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Unity efforts declared “on hold” in Canada

From St. Stephen’s News XXII 20

The Anglican Church and the Roman Church have been at each others throats for the best part of 1,500 years. It takes two to tango, as my wife likes to say, and no doubt both sides share a degree of blame for this unhappy state of affairs.

However there is no gainsaying that Rome bears the greater burden. Not least, over the past one and a half millennia, the Romans have launched at least four “hostile takeovers” of the Anglican Church.

Efforts to reconcile the two churches have signally failed, culminating with an exceedingly ugly brush off from Rome in 1896 with a “Papal Bull” entitled Apostolicæ Curæ which declared Anglican Holy Orders to be “absolutely null and utterly void.”

The “Bull” was highly dubious from a theological perspective—as the Anglican prelates of the day were swift to point out, replying to it in Latin decidedly more elegantly than that of the “Bull.”

But worse, the “Bull” was a manifestly political document. It was widely known that the Vatican was actually planning to recognize Anglican Orders until the Roman primate of England persuaded the Pope that such a move would spell the end of the Roman Church in England.

Apostolicæ Curæ created a vast gulf between the two churches that has proved exceedingly difficult to bridge. Some 30 years or so ago, however, the bishops of the world wide Traditional Anglican Communion (TAC) initiated talks with Vatican officials with the aim of establishing intercommunion between the two churches.

Many Anglican clergy—myself, included—were highly doubtful about the endeavor’s prospects for success. The Vatican’s publication of its “Apostolic Constitution” last year appeared to confirm our fears. It was not an offer of intercommunion, but, rather, an invitation to submit to the Roman Church with all that that entails.

Even so, a number of TAC parishes—some here in America, apparently rather more in Canada and Australia—opted to apply to join the “Ordinariates” proposed by the Vatican in the Apostolic Constitution. In doing so they hoped to establish, so to speak, an Anglican Church under a Roman umbrella.

Now those hopes appear to have been cruelly dashed. TAC Primate Archbishop John Hepworth declared the venture “indefinitely on hold” following the announcement by Canadian Roman Archbishop Thomas Collins that his priests would be visiting every pro-Ordinariate Anglican parish in Canada to tell them effectively “to shut up shop.”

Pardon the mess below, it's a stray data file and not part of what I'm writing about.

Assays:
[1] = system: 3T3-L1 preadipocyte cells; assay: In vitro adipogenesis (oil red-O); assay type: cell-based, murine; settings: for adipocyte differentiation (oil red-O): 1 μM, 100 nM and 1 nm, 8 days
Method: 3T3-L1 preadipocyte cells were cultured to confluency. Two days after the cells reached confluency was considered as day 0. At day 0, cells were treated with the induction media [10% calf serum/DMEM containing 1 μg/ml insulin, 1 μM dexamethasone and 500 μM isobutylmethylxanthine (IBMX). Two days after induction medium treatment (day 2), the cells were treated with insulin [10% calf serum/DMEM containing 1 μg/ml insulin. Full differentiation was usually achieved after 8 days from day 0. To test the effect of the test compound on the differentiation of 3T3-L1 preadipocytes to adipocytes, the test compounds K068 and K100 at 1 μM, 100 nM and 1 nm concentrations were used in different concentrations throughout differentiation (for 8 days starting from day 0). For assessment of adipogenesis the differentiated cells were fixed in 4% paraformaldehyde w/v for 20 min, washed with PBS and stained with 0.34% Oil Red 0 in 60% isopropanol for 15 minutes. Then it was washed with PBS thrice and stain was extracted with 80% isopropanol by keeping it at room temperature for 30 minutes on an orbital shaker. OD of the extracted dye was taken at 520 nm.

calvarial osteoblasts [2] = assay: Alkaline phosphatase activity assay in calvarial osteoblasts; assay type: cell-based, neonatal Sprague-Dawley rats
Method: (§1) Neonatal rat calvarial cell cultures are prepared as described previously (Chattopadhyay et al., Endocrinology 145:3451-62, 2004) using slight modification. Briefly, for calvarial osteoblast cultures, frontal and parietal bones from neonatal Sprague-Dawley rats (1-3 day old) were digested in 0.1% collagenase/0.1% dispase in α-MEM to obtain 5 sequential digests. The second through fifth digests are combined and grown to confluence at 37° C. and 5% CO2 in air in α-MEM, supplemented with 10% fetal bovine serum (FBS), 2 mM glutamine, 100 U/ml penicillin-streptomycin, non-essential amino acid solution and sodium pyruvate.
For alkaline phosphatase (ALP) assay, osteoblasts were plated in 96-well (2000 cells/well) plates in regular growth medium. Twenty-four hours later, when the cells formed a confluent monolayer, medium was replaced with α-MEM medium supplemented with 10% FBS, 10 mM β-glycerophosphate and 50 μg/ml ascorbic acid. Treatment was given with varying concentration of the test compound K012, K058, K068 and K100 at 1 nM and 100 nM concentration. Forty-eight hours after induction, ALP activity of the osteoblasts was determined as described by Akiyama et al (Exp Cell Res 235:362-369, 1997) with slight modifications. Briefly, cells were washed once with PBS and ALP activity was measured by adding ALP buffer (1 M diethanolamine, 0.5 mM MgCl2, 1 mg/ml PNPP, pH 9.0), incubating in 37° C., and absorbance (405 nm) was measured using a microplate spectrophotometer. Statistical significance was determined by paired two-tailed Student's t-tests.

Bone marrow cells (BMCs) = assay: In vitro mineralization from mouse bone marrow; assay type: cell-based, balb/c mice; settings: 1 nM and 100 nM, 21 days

In a letter to Bishop Peter Wilkinson of the Anglican Catholic Church of Canada, Archbishop Hepworth denounced the Roman plans. He wrote:

“These priests are to announce, on behalf of Archbishop Collins, that the parishes will close forthwith, that the laity and clergy will attend a Catholic parish for from four to six months, that they will not receive the sacraments during this time, that they will be catechized adequately during this time since any catechesis from the Catechism of the Catholic Church done by the Traditional Anglican Communion is inadequate because only Catholics understand the Catechism, that the dossiers submitted by Traditional Anglican Communion clergy show an inadequate training since they have not attended Anglican Communion Theological Colleges, and therefore those selected by the Ordinary and approved by the [Vatican] will have to attend a Catholic Seminary for an as yet unspecified time, at the end of this process, new parishes for Anglicans along the lines of the Anglican Use in the United States may be established, but not necessarily in the former Traditional Anglican Communion churches, and that during this process the Traditional Anglican Communion must cede its property to the Ordinariate.”

Archbishop Hepworth went on:

“As a result, with my explicit consent and approval, albeit given with a full consideration of the likely impact on Ordinariate formation in every other part of the world, including Australia, Bishop Wilkinson is writing to Traditional Anglican Communion clergy in Canada informing them that the process of forming the Canadian Ordinariate will be placed on hold, and that the visits of Catholic clergy scheduled for May will not proceed …”

“It is just on thirty years since these Canadian Anglicans left the Anglican Church of Canada in support of Catholic teaching and the continuation of the ARCIC dream. After so many years of sacrificial work, the wanton destruction of their communities, the absolute disregard for their ecclesial integrity, and the brutish manner in which these edicts are being communicated, are powerful disincentives to unity.”